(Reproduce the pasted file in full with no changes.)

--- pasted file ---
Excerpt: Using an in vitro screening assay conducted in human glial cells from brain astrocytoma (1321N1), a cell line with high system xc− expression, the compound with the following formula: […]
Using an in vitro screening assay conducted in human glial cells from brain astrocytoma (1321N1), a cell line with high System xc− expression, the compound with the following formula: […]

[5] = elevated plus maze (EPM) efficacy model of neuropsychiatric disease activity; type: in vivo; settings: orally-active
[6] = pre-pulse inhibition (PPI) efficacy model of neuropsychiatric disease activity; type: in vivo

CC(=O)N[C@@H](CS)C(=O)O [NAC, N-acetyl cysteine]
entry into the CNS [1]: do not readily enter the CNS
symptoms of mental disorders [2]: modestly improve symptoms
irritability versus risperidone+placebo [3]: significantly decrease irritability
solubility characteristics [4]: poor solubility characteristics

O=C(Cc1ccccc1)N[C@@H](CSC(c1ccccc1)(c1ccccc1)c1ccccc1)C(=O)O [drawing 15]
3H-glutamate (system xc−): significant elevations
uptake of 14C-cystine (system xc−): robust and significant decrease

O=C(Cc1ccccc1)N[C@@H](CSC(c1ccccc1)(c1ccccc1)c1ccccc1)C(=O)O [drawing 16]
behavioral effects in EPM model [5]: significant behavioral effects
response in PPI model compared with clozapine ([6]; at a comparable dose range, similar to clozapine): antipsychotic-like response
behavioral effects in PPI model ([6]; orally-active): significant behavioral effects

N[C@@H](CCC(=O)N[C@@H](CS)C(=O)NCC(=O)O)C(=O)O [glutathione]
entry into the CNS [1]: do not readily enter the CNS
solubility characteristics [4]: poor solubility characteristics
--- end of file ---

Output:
Excerpt: Using an in vitro screening assay conducted in human glial cells from brain astrocytoma (1321N1), a cell line with high system xc− expression, the compound with the following formula: […]
Using an in vitro screening assay conducted in human glial cells from brain astrocytoma (1321N1), a cell line with high System xc− expression, the compound with the following formula: […]

[5] = elevated plus maze (EPM) efficacy model of neuropsychiatric disease activity; type: in vivo; settings: orally-active
[6] = pre-pulse inhibition (PPI) efficacy model of neuropsychiatric disease activity; type: in vivo

CC(=O)N[C@@H](CS)C(=O)O [NAC, N-acetyl cysteine]
entry into the CNS [1]: do not readily enter the CNS
symptoms of mental disorders [2]: modestly improve symptoms
irritability versus risperidone+placebo [3]: significantly decrease irritability
solubility characteristics [4]: poor solubility characteristics

O=C(Cc1ccccc1)N[C@@H](CSC(c1ccccc1)(c1ccccc1)c1ccccc1)C(=O)O [drawing 15]
3H-glutamate (system xc−): significant elevations
uptake of 14C-cystine (system xc−): robust and significant decrease

O=C(Cc1ccccc1)N[C@@H](CSC(c1ccccc1)(c1ccccc1)c1ccccc1)C(=O)O [drawing 16]
behavioral effects in EPM model [5]: significant behavioral effects
response in PPI model compared with clozapine ([6]; at a comparable dose range, similar to clozapine): antipsychotic-like response
behavioral effects in PPI model ([6]; orally-active): significant behavioral effects

N[C@@H](CCC(=O)N[C@@H](CS)C(=O)NCC(=O)O)C(=O)O [glutathione]
entry into the CNS [1]: do not readily enter the CNS
solubility characteristics [4]: poor solubility characteristics